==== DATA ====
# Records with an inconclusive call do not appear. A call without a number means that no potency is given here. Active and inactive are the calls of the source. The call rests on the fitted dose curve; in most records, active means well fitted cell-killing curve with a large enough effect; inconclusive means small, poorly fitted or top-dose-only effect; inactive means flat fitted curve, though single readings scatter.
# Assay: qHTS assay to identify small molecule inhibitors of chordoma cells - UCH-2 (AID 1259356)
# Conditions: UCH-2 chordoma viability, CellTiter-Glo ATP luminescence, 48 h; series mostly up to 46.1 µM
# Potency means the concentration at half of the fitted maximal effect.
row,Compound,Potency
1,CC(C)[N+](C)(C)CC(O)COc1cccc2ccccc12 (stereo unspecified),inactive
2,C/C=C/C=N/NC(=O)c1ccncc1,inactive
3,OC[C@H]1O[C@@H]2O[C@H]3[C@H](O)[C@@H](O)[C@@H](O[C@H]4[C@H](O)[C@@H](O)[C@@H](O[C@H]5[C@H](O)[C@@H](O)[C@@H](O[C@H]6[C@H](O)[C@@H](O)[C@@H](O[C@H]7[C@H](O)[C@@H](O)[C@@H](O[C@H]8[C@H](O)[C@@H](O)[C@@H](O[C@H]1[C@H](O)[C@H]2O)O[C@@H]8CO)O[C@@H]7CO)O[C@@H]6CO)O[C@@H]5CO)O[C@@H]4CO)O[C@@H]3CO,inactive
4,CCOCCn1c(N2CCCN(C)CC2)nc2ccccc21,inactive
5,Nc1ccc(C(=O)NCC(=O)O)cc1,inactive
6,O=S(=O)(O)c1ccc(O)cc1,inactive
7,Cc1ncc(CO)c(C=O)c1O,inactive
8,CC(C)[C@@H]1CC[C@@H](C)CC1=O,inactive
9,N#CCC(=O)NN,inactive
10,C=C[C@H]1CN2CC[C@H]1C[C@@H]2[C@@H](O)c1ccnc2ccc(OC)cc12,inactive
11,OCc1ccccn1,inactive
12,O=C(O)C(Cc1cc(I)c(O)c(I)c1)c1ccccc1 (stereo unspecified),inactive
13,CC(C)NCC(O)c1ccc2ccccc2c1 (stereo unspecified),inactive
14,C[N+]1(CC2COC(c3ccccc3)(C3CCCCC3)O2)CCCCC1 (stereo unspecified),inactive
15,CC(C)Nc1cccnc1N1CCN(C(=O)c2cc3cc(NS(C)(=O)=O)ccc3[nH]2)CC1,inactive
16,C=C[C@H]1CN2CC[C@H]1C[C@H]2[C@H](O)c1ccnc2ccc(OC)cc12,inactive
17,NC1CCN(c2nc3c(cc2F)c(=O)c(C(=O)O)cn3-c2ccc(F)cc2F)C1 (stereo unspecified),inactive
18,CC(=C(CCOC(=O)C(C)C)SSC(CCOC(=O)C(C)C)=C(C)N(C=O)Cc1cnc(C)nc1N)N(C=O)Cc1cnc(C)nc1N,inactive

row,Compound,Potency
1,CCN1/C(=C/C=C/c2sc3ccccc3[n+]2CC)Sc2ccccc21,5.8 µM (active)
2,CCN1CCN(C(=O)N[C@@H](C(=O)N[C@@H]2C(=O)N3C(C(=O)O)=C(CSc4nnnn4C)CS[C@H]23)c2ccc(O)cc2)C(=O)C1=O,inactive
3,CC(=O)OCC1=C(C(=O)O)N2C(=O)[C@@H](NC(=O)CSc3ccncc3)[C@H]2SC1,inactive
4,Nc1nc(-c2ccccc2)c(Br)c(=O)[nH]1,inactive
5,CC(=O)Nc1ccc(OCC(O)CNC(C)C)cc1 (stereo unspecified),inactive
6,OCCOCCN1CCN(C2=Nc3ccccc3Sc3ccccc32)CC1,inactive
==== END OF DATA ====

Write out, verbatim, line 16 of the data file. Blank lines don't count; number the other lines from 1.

11,OCc1ccccn1,inactive